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Customer interaction guidance for remote gambling operators

Customer interaction describes how you identify people who may be experiencing, or at risk of developing, problems with their gambling, and how you interact with them to offer help or support.


When you are concerned that a customer may be at risk, acting early and quickly could help stop the harmful behaviour getting worse.

For some customers, making them aware of their behaviour may be enough to prompt them to change. Some customers will need more support or advice. 

Your interactions should have an outcome. Knowing what impact your interaction had will help you support the customer and help to keep improving your approach. 

What we expect you to do

  • We expect you to be curious, and if you spot harmful behaviour, assume that the customer is at-risk until you know otherwise.
  • Make all reasonable efforts to make contact and interact with a customer, find out whether they received your interaction, and what impact it had on their behaviour.
  • You should choose the type of interaction based on the extent of the potential harm – from automated responses to human contact – and adapt your messaging to try to get the best outcome.
  • Think about what information you should give the customer, such as the type of behaviour they displayed or practical help or support where appropriate.

Using the right interactions for your customers 

You can interact with your customers in a number of ways: email, telephone calls, live chat or pop-up messages. The best way could depend on the circumstances:

  • what you need to know from the customer, and what you already know about them
  • what information you want to give to the customer.
  • how urgent it is to make contact.
  • how many times you have already interacted with the customer.
  • the outcome you want to achieve.

A customer interaction has three parts:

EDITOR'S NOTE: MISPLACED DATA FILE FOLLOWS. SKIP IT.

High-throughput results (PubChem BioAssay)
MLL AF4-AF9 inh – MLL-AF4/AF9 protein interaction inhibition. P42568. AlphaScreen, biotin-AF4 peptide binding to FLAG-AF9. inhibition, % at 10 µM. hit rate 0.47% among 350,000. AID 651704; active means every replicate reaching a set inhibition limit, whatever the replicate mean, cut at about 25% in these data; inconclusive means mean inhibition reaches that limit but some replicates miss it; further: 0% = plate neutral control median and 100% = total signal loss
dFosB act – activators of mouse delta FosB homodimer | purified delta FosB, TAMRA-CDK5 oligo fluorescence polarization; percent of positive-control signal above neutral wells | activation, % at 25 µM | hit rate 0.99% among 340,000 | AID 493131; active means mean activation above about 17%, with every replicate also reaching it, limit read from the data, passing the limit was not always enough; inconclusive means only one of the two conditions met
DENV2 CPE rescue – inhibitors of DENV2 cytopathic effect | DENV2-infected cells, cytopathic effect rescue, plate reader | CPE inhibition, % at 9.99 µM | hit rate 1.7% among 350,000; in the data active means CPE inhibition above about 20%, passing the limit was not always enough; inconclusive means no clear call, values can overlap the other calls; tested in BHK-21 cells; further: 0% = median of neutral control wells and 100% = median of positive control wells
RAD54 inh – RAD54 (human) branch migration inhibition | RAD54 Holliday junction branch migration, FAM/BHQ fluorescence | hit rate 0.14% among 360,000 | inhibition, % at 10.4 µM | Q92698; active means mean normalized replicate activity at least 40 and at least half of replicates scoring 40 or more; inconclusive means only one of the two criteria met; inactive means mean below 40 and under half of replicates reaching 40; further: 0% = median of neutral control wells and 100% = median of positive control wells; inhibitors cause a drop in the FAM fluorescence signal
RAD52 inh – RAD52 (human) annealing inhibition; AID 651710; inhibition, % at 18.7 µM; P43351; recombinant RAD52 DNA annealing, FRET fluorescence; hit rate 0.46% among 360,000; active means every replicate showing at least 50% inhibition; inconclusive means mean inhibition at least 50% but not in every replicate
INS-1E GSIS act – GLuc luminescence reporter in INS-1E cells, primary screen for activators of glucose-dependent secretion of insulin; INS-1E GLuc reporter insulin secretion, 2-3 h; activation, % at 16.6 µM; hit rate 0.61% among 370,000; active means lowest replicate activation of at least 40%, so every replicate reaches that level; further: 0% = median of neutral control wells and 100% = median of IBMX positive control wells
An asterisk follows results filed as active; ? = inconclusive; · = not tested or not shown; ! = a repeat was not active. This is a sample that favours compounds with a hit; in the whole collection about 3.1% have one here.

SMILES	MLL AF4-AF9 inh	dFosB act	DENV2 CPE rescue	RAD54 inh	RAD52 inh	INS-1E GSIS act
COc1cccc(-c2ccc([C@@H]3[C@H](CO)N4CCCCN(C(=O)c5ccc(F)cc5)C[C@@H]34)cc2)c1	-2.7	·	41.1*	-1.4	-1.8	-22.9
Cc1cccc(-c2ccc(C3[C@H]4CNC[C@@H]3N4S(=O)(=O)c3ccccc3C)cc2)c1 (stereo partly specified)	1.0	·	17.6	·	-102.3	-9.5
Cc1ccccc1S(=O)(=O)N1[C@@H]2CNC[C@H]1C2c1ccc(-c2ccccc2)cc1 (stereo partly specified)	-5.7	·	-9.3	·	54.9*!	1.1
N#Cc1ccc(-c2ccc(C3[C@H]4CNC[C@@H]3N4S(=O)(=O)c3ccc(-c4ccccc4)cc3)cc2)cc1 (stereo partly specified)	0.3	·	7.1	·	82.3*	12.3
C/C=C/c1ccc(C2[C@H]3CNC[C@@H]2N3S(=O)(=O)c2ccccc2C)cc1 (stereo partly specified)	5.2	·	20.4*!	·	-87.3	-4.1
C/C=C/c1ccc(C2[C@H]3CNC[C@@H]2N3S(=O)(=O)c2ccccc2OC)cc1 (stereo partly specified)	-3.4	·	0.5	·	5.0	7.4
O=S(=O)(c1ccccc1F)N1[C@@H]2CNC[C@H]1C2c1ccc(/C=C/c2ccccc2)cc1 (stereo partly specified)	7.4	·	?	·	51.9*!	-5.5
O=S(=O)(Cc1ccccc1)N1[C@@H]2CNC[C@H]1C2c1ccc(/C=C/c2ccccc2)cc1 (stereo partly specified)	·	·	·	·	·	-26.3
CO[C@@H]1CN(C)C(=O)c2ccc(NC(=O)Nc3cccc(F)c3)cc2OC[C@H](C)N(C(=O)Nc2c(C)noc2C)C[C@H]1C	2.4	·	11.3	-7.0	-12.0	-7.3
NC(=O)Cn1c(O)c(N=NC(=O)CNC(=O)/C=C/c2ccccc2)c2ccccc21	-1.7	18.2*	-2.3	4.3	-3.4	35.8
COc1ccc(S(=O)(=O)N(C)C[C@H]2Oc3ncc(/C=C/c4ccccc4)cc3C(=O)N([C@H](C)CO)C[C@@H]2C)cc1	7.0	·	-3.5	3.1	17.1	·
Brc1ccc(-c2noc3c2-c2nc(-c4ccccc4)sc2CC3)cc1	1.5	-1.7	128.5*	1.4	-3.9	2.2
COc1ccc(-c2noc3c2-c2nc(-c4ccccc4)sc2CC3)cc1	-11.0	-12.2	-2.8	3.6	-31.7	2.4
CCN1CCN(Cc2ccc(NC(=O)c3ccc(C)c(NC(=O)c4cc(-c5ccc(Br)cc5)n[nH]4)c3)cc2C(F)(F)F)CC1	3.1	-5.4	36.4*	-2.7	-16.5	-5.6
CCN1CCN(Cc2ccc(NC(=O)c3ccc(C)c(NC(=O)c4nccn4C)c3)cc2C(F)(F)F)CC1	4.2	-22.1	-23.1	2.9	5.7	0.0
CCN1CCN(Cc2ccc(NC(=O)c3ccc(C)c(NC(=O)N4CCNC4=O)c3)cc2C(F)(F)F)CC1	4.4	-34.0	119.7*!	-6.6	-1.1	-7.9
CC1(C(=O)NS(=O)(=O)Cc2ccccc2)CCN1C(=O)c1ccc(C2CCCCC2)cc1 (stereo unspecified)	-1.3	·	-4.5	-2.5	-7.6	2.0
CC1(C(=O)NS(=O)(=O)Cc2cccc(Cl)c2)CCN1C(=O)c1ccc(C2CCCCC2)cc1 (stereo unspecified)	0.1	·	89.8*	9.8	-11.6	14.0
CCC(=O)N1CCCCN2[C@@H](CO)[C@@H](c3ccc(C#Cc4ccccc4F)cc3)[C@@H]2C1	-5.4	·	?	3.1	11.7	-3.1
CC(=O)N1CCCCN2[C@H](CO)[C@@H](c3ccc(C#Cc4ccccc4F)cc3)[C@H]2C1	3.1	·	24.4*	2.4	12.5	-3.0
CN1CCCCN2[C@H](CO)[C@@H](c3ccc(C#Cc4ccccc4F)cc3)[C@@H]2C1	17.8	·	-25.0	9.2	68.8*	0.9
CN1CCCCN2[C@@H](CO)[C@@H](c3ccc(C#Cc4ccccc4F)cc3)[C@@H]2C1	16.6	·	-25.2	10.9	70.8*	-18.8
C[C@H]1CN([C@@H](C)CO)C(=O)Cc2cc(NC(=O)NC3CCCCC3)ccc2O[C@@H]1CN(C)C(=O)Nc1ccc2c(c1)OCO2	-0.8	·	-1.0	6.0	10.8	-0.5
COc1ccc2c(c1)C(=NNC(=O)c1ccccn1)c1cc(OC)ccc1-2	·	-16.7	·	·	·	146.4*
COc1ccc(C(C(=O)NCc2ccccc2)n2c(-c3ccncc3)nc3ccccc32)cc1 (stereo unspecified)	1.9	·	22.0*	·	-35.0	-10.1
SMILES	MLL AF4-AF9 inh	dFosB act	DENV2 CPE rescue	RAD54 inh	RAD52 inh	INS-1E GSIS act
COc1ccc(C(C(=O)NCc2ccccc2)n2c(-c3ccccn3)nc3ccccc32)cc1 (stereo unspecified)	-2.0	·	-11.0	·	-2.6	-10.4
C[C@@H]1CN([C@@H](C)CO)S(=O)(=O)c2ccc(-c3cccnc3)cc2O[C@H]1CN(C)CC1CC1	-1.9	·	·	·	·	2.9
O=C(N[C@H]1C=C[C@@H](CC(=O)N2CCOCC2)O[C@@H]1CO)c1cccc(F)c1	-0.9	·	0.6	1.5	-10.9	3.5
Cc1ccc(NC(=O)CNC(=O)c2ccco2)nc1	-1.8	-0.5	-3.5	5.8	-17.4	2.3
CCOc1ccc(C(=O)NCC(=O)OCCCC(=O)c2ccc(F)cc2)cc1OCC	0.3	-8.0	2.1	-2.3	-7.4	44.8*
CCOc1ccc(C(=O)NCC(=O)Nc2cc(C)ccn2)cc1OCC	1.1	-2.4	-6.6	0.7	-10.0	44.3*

• Observation – behaviour you have spotted or something the customer tells you
  • Action – contact to prompt the customer to think about their gambling, and an opportunity for you to offer information or support
  • Outcome – what you or the customer did next.

Tailoring messages for your customers

You may already target your marketing messages to different customers. You could also use insight about your customers, such as how the customer prefers to contact you, to decide the best way to interact with them about their gambling. 

Industry-led research shows that messages that get customers to think and make their own decisions based on the information they are given can be more effective, than messages that seem to be ‘nagging’. Research also shows that personalising feedback can also improve impact with customers.  You should test different types of messaging to see what works best. 

Offering help and support 

You should suspend direct marketing to customers who show signs of harm, so that you are not encouraging them to keep gambling, until you are able to interact with them. 

If you have difficulty making contact with a customer, you could suspend account access until you are able to interact with them. 

A self-assessment questionnaire can help customers think about their own behaviour. Their shared responses, alongside their gambling behaviour, can help you work out the right kind of help and support to offer. 

You might direct the customer to responsible gambling information, or suggest suitable gambling management tools to address the harmful behaviour. You might need to signpost them to sources of help and specialist support from organisations who deal with advice and treatment for problem gambling. 

You may need to interact with some customers a number of times. Your records of previous interactions with the customer will help you decide how to provide the right help and support.  In some cases, you may need to take action for the customer, such as setting limits or closing their account. 

Questions to think about

  • How do you decide the best way of interacting with a customer?  Do you use different methods for different groups of customers?
  • Do you tailor your method and message depending on the extent of the harm?
  • Do you know if the customer received and acted on the information you gave?


Next: Guidance on evaluating your interaction with customers